Big Sand Lake Association
committed to the preservation of Big Sand Lake
Dissolved Oxygen/Temperature Study
Overview Information provided by Doug Kingsley, DNR Fisheries - Park Rapids.
Boards of the Big and Little Sand Lakes Associations agreed to participate in a DNR project to monitor Dissolved Oxygen (DO) and Temperature in both lakes. The project would require measuring DO and temperature from the lakes’ surface to bottom (or as deep as can be reached) throughout the season and for several years. The purpose is to see how those characteristics change throughout the year and from one year to the next, and to determine whether there are trends.
With warmer weather in recent years, we are seeing increasing water temperatures in the upper levels of our lakes during the summer. Predictions are for that trend to continue or worsen. In addition, land use changes may be leading to increased nutrients in our lakes, which increases oxygen consumption and decreases the amount of dissolved oxygen available for fish or other aquatic organisms, particularly in the deeper levels of lakes. The result is smaller or inadequate portions of the lake with cool enough water and high enough DO levels to be suitable for fish like tullibee (cisco). This is important because tullibee are an important forage fish for the lakes’ predators like walleye and northern pike, and changes in tullibee populations may affect those game fish species. Last year (2006) was a particularly bad year where we saw summer die-offs of tullibee in several of our area lakes. Information from this project would help us evaluate whether there are trends in DO and temperature that may be affecting fish populations like tullibee.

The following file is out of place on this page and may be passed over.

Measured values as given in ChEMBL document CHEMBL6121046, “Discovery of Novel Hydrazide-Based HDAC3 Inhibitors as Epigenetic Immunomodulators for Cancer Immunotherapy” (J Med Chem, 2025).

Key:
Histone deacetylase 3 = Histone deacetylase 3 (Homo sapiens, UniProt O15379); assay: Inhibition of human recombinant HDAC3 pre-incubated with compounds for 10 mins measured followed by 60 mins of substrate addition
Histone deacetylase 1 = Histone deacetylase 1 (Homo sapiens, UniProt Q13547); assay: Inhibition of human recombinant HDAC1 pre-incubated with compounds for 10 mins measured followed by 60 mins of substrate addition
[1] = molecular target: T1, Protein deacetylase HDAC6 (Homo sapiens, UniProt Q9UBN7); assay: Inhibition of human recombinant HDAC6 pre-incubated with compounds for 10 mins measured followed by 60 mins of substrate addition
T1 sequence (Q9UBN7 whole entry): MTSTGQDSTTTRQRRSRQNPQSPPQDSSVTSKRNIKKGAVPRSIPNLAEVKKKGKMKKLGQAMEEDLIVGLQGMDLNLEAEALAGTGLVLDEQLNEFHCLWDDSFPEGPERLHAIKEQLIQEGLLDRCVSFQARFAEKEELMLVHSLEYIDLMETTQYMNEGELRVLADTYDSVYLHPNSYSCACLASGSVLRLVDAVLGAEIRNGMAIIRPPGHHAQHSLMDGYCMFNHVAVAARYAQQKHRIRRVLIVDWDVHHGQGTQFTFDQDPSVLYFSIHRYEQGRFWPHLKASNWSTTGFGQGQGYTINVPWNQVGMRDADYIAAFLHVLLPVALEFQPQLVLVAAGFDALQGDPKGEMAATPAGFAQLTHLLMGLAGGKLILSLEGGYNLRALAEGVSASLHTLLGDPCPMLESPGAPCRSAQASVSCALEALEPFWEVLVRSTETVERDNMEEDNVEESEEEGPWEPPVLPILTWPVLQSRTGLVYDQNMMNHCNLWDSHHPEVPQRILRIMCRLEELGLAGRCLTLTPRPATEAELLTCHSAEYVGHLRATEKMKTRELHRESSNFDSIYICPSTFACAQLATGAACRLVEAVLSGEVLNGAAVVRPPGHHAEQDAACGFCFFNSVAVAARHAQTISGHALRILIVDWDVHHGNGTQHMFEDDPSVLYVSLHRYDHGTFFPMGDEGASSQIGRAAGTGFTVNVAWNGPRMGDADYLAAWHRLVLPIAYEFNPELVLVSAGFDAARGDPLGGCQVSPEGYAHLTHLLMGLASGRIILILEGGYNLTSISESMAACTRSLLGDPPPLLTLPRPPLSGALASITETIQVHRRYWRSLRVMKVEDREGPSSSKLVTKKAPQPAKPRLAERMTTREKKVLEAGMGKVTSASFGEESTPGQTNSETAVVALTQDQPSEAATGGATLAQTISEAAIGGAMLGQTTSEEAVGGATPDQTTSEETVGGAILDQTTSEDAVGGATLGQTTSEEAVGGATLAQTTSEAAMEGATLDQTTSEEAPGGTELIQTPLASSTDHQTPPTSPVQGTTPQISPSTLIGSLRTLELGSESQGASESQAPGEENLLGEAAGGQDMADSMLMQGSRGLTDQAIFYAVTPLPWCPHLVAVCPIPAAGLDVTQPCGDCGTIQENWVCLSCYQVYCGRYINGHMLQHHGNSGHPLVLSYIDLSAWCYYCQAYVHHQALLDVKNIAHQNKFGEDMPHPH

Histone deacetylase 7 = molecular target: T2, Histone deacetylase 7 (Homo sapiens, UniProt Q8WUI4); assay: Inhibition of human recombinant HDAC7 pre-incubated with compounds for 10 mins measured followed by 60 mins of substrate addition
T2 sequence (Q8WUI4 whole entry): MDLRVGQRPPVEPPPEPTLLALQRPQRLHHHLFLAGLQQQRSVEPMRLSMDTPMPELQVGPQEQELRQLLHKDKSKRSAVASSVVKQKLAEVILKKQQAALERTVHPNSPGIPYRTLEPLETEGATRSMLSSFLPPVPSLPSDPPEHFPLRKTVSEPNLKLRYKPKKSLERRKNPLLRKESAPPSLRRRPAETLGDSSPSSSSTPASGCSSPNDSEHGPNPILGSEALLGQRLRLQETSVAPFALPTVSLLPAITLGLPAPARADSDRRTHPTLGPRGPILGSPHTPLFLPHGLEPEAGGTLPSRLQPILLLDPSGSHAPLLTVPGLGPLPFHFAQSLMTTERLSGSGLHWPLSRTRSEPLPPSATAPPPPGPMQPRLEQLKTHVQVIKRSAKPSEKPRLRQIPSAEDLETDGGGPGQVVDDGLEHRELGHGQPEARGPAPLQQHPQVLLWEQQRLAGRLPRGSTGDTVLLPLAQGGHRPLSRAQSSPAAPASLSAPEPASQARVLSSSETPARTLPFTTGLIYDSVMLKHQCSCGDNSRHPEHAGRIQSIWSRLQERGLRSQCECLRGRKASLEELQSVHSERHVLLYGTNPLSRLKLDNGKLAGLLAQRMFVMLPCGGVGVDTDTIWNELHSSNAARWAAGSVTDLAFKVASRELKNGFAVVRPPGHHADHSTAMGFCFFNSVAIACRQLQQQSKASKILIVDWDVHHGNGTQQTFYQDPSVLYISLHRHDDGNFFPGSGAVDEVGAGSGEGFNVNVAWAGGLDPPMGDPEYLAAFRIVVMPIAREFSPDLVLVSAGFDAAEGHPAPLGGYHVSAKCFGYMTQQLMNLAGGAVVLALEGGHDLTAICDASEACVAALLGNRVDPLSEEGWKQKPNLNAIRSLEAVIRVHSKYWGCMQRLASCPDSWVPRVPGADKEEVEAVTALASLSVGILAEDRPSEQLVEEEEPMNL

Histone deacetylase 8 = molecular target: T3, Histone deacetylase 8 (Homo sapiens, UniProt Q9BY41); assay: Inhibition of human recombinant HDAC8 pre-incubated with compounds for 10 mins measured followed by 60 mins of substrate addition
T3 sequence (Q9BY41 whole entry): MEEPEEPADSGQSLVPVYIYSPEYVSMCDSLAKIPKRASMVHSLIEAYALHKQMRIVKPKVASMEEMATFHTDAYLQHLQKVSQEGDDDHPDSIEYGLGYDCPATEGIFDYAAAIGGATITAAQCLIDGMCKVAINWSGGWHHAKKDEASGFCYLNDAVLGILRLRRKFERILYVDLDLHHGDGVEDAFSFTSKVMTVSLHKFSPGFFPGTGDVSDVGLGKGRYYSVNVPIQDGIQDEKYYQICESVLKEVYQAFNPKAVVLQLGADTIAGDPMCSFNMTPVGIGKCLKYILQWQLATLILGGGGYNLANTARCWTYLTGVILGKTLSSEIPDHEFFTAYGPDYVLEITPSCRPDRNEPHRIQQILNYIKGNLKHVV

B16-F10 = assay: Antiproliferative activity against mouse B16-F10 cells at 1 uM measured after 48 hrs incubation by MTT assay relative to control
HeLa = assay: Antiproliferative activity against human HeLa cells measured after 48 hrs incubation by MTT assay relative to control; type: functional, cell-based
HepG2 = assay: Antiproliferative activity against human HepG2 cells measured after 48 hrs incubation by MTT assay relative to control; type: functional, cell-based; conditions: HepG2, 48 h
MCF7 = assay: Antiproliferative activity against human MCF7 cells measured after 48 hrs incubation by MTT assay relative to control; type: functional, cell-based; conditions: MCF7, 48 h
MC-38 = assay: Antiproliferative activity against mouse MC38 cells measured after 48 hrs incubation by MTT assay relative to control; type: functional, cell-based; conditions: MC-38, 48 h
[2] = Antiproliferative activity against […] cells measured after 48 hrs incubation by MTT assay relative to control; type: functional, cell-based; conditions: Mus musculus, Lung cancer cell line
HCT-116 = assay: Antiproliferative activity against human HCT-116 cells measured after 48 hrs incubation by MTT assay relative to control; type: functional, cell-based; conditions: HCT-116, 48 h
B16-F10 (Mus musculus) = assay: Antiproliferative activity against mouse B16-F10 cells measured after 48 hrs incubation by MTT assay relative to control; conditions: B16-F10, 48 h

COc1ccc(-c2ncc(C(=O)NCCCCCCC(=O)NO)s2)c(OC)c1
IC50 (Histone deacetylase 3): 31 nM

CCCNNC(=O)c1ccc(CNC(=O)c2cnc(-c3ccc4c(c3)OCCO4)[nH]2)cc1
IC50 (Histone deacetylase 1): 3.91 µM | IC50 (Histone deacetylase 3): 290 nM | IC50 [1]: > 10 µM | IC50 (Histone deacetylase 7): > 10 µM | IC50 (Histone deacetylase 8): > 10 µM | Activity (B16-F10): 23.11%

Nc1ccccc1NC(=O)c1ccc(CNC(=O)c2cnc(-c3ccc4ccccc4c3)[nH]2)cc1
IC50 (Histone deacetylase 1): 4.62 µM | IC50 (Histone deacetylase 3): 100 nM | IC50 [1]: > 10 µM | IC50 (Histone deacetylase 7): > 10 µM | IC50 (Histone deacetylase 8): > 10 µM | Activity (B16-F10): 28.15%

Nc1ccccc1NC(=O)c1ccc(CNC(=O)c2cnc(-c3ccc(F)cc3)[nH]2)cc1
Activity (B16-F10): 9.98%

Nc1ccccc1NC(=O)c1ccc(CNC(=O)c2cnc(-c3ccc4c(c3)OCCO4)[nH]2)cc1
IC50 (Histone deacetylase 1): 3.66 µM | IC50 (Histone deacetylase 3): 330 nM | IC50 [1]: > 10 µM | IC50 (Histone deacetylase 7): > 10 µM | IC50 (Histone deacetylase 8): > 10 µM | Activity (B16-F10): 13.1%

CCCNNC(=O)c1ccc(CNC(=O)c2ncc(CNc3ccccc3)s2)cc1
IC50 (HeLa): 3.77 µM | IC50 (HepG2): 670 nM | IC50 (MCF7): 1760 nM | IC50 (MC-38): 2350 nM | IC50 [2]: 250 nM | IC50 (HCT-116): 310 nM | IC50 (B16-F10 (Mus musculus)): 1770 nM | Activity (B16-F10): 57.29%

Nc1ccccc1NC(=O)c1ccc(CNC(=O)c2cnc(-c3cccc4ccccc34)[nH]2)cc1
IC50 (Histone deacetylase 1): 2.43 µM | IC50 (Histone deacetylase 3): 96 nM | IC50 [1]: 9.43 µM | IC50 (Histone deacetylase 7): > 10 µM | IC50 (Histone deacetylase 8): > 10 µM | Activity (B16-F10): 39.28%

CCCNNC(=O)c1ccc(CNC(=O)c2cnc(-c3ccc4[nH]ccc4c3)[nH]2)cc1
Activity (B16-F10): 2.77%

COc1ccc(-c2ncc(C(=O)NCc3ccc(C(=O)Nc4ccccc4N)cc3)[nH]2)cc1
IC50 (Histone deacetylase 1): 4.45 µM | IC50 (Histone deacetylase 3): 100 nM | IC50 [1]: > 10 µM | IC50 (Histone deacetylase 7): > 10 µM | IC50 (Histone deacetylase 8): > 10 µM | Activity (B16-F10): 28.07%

Big Sand and Little Sand lake associations agreed to collaborate with the DO/Temperature study and share the initial cost (approximately $1,600) and maintenance of the specialized probe and 100 ft. cable used for the measurements. The DNR provided volunteer training for the intricate reading and recording of the results/Readings are taken every two weeks May through October to measure available dissolved oxygen and temperatures from the surface to the bottom of the lake. The volunteer(s) anchors a boat in the deepest part of the lake to take readings every 1-3 feet of depth to determine how wide the layer of water is with the optimal DO/Temperature available for Cisco to survive.
- 2016 Dissolved Oxygen (DO) / Water Temperature Profile
- 2019 DO/Temp Summary and Profile